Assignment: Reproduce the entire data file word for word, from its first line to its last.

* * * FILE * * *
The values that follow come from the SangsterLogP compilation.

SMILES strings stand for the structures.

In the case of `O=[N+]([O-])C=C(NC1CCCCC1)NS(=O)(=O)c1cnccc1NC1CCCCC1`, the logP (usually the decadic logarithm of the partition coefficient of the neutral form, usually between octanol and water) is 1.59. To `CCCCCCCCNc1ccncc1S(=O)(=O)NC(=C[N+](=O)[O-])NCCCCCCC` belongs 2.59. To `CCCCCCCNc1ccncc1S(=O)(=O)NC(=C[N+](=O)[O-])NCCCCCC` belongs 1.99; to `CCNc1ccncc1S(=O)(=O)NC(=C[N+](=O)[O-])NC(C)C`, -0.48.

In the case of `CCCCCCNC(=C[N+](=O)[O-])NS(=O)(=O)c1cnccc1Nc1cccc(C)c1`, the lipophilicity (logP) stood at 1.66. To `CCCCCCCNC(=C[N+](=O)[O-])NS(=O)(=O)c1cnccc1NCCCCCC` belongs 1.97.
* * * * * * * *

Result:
The values that follow come from the SangsterLogP compilation.

SMILES strings stand for the structures.

In the case of `O=[N+]([O-])C=C(NC1CCCCC1)NS(=O)(=O)c1cnccc1NC1CCCCC1`, the logP (usually the decadic logarithm of the partition coefficient of the neutral form, usually between octanol and water) is 1.59. To `CCCCCCCCNc1ccncc1S(=O)(=O)NC(=C[N+](=O)[O-])NCCCCCCC` belongs 2.59. To `CCCCCCCNc1ccncc1S(=O)(=O)NC(=C[N+](=O)[O-])NCCCCCC` belongs 1.99; to `CCNc1ccncc1S(=O)(=O)NC(=C[N+](=O)[O-])NC(C)C`, -0.48.

In the case of `CCCCCCNC(=C[N+](=O)[O-])NS(=O)(=O)c1cnccc1Nc1cccc(C)c1`, the lipophilicity (logP) stood at 1.66. To `CCCCCCCNC(=C[N+](=O)[O-])NS(=O)(=O)c1cnccc1NCCCCCC` belongs 1.97.